I'm tired of hearing the arguments. Clerks should say merry Christmas rather than happy holiday! If someone says something other than merry Christmas, it is a slight to our Christian religion!
In the words of Ebenezer Scrooge, "Bah! Humbug!"
If you've ever worked in any retail environment, or had to deal with the public all day long in a store, office or restaurant, you know that the words that spill out of your mouth by the end of the day start to lack any real enthusiasm or meaning. After the fiftieth time that you've told someone to "Have a nice day," you don't even hear yourself say the words anymore.
In the last few weeks, I've been greeted with "merry Christmas," "happy holidays," Feliz Navidad," and any number of other greetings. When I lived in Austin, it wasn't uncommon to even be greeted with "Happy Hannukah," especially since the celebrations overlap, both involve celebration, and both involve gifting. I was never personally wished a "Happy Kwanza," but heard the greetings being exchanged at the little grocery store in east Austin where I occasionally stopped for gas.
What people say is their own choice. If they want to tell me, "See ya later," or "Come back again," that's their choice. If they've been working an eight hour shift, dealing with the public (not an easy task in case you've never had to do it), and they just want to say "thanks for coming in," I'm fine with that.
But now, we've decided that if everyone doesn't specifically wish us a merry Christmas, they need to be reprimanded. Why? I'll wish them a merry Christmas, and if they want to reply in kind, that's wonderful. If they respond with Hannukah greetings, solstice salutations or Buddhist blessings, that's perfectly fine as well, and it's their right to choose what to say.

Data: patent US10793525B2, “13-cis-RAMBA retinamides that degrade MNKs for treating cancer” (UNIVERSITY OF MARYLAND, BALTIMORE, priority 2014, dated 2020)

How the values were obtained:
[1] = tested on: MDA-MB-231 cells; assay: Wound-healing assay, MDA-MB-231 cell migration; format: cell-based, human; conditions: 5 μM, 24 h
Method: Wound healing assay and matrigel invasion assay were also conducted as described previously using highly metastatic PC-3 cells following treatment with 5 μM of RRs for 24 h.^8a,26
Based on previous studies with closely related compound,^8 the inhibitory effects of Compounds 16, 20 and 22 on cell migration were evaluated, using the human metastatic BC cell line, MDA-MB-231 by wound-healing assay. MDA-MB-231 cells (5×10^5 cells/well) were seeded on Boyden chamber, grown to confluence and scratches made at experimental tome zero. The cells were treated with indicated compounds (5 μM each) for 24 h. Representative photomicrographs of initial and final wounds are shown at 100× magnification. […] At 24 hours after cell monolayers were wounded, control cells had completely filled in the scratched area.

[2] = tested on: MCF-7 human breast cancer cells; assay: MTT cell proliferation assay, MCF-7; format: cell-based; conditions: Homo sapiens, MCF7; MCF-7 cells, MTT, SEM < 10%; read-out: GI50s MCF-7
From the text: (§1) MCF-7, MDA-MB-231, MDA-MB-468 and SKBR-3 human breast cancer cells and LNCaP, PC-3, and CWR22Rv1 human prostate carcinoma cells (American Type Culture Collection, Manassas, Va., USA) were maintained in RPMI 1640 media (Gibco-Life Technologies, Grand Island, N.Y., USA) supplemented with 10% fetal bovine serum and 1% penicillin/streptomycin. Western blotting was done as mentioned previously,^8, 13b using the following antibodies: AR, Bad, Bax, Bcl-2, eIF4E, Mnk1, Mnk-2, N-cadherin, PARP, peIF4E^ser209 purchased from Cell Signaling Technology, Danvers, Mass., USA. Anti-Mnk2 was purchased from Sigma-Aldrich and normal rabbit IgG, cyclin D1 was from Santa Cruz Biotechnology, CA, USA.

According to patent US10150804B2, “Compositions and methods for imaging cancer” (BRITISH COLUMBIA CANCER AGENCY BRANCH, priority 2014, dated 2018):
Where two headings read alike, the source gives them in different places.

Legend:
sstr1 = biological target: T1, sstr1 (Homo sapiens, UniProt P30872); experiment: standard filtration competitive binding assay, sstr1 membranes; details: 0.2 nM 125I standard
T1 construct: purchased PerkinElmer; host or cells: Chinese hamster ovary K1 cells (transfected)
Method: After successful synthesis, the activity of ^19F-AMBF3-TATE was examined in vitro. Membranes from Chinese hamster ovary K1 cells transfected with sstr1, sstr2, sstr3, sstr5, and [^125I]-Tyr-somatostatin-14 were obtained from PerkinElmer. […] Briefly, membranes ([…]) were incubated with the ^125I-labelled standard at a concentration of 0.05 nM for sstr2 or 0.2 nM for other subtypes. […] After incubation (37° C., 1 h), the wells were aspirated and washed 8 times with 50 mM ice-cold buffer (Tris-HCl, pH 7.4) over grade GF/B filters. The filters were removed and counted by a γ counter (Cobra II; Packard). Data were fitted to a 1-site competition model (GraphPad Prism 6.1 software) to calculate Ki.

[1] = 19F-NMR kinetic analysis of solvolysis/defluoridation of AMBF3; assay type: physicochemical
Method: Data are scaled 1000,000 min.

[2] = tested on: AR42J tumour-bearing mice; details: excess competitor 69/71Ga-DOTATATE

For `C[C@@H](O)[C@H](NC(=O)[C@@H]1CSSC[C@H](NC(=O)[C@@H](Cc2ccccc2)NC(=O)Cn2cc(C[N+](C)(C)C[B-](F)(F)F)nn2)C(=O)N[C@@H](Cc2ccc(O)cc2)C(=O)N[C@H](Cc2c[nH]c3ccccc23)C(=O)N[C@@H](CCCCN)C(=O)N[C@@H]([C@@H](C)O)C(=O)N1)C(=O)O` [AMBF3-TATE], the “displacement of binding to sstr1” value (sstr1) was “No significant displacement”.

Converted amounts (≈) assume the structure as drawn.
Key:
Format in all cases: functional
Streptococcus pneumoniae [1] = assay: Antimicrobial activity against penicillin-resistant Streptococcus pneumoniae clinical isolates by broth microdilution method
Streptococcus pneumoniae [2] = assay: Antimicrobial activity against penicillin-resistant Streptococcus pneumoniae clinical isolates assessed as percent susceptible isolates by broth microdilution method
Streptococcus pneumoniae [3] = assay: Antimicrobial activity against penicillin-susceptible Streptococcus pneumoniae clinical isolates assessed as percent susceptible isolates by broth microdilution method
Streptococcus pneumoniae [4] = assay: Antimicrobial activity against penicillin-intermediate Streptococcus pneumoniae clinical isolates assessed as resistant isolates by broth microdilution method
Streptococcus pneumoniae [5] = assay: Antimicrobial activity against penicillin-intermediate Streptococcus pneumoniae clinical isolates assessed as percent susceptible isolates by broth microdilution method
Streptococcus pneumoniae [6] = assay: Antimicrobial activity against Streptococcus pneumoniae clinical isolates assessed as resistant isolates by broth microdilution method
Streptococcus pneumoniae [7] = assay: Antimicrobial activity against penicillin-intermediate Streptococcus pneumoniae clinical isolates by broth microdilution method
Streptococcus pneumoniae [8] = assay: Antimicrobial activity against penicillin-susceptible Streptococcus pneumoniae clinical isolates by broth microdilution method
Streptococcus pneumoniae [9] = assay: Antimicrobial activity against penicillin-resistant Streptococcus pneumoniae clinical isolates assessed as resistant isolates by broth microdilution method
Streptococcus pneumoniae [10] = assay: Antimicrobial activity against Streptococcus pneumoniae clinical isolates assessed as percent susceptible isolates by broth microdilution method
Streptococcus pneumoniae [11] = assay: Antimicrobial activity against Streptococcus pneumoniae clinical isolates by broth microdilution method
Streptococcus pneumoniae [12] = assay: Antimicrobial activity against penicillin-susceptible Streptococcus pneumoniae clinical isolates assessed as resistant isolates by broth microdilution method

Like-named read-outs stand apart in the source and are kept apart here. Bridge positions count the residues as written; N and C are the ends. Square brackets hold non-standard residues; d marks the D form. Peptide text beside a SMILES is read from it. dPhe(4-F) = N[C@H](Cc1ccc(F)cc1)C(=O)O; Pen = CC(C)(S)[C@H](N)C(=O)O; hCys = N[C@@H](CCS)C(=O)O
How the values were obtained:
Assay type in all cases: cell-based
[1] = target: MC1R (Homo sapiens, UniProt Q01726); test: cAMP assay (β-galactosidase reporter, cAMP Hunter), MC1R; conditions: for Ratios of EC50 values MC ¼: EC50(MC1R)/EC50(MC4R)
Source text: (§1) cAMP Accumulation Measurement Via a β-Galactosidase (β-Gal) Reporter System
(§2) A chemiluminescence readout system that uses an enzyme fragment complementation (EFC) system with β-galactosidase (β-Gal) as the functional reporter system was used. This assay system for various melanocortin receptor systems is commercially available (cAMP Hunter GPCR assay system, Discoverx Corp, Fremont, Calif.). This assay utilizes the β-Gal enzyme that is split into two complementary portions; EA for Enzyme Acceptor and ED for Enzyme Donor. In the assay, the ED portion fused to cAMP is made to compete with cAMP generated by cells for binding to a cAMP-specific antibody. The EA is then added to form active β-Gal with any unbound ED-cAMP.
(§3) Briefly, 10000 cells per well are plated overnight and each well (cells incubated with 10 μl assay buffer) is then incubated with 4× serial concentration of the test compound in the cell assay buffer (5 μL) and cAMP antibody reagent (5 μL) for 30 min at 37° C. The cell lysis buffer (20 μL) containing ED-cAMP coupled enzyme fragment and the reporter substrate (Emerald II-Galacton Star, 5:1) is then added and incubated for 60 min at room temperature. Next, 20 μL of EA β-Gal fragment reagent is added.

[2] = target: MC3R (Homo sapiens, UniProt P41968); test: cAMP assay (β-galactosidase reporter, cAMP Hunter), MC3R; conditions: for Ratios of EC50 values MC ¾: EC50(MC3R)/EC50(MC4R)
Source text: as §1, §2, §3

The controversy began when some retailers encouraged their sales staff to not say "merry Christmas" to the customers shopping in their stores. Management decided that, even though Christmas decorations had been up since Halloween, some people might not be comfortable being wished a specific greeting that seemed to endorse one religion. I find that a bit disingenous, since the shopping frenzy in the stores seldom has anything to do with Christmas, and everything to do with sales. What greeting a clerk may or may not choose to give me when I shop at that store will not change how I choose to greet them.
I also will not impose my choice upon them by insisting that if they don't say words I'm comfortable hearing, they are offending me. That's a type of political correctness that is just silly and unnecessary.
At the end of the day, I want to say something to the clerks and salespeople that let them know I appreciate the fact that they are still helpful, still courteous and still friendly, even though they had to referee a fight over the last iPad on the shelves, had to find a child's parents after they became separated in the store, and had to miss lunch because everyone decided to go shopping on their own lunch hours and no one was able to take a break.
So choose the greeting you want. Use the words you feel comfortable using. If you wish me a "Happy Holiday," I know that you mean that you want me to have a merry Christmas and a happy new year. I'm not going to be angry that you didn't specify the denomination of the holiday, I'm going to assume that you really mean what you've said and I'll take it in that spirit.
I'll say Merry Christmas, and later, happy new year. I'll mean it, and I hope you'll know that. And I hope that the blessings of the season will wrap you up and lift you into the bosom of the Lord. That's my feeling, my words, and my choice.
Make your own.
It’s all just my opinion.